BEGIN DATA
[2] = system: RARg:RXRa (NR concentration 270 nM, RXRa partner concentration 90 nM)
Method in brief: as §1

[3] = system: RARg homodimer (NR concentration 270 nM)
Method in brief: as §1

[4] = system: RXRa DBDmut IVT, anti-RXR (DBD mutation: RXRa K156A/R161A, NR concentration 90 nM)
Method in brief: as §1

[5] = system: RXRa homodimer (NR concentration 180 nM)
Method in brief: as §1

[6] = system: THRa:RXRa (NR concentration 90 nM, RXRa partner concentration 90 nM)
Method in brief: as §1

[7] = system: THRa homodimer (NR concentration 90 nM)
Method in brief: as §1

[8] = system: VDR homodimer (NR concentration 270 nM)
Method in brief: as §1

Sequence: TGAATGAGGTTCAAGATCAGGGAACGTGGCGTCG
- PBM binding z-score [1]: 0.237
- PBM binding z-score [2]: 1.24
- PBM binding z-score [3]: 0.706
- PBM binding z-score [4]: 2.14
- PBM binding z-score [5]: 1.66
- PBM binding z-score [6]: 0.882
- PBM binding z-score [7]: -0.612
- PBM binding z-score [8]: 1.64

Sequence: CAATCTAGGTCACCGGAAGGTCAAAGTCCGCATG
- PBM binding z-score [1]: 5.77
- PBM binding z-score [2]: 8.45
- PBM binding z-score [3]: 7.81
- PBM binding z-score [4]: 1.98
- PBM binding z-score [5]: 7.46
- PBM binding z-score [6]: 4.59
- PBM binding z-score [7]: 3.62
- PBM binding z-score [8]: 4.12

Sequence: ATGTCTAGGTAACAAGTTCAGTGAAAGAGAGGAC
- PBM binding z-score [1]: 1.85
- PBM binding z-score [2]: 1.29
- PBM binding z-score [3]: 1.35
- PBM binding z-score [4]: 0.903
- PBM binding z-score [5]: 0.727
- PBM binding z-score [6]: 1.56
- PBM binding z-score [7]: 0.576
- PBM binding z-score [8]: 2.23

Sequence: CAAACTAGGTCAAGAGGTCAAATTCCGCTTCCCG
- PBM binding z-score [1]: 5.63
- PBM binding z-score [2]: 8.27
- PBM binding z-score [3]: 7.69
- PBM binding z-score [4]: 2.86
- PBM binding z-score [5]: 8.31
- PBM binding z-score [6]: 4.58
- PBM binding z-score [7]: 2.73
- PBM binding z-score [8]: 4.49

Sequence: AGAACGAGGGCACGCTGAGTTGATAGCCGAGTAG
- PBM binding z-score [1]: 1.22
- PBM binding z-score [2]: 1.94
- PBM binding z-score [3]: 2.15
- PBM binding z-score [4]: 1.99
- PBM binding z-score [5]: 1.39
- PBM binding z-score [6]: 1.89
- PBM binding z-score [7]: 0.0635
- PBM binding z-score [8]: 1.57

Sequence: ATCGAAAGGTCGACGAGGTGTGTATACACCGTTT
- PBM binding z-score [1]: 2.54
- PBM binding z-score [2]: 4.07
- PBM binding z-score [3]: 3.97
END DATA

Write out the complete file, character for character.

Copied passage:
[2] = system: RARg:RXRa (NR concentration 270 nM, RXRa partner concentration 90 nM)
Method in brief: as §1

[3] = system: RARg homodimer (NR concentration 270 nM)
Method in brief: as §1

[4] = system: RXRa DBDmut IVT, anti-RXR (DBD mutation: RXRa K156A/R161A, NR concentration 90 nM)
Method in brief: as §1

[5] = system: RXRa homodimer (NR concentration 180 nM)
Method in brief: as §1

[6] = system: THRa:RXRa (NR concentration 90 nM, RXRa partner concentration 90 nM)
Method in brief: as §1

[7] = system: THRa homodimer (NR concentration 90 nM)
Method in brief: as §1

[8] = system: VDR homodimer (NR concentration 270 nM)
Method in brief: as §1

Sequence: TGAATGAGGTTCAAGATCAGGGAACGTGGCGTCG
- PBM binding z-score [1]: 0.237
- PBM binding z-score [2]: 1.24
- PBM binding z-score [3]: 0.706
- PBM binding z-score [4]: 2.14
- PBM binding z-score [5]: 1.66
- PBM binding z-score [6]: 0.882
- PBM binding z-score [7]: -0.612
- PBM binding z-score [8]: 1.64

Sequence: CAATCTAGGTCACCGGAAGGTCAAAGTCCGCATG
- PBM binding z-score [1]: 5.77
- PBM binding z-score [2]: 8.45
- PBM binding z-score [3]: 7.81
- PBM binding z-score [4]: 1.98
- PBM binding z-score [5]: 7.46
- PBM binding z-score [6]: 4.59
- PBM binding z-score [7]: 3.62
- PBM binding z-score [8]: 4.12

Sequence: ATGTCTAGGTAACAAGTTCAGTGAAAGAGAGGAC
- PBM binding z-score [1]: 1.85
- PBM binding z-score [2]: 1.29
- PBM binding z-score [3]: 1.35
- PBM binding z-score [4]: 0.903
- PBM binding z-score [5]: 0.727
- PBM binding z-score [6]: 1.56
- PBM binding z-score [7]: 0.576
- PBM binding z-score [8]: 2.23

Sequence: CAAACTAGGTCAAGAGGTCAAATTCCGCTTCCCG
- PBM binding z-score [1]: 5.63
- PBM binding z-score [2]: 8.27
- PBM binding z-score [3]: 7.69
- PBM binding z-score [4]: 2.86
- PBM binding z-score [5]: 8.31
- PBM binding z-score [6]: 4.58
- PBM binding z-score [7]: 2.73
- PBM binding z-score [8]: 4.49

Sequence: AGAACGAGGGCACGCTGAGTTGATAGCCGAGTAG
- PBM binding z-score [1]: 1.22
- PBM binding z-score [2]: 1.94
- PBM binding z-score [3]: 2.15
- PBM binding z-score [4]: 1.99
- PBM binding z-score [5]: 1.39
- PBM binding z-score [6]: 1.89
- PBM binding z-score [7]: 0.0635
- PBM binding z-score [8]: 1.57

Sequence: ATCGAAAGGTCGACGAGGTGTGTATACACCGTTT
- PBM binding z-score [1]: 2.54
- PBM binding z-score [2]: 4.07
- PBM binding z-score [3]: 3.97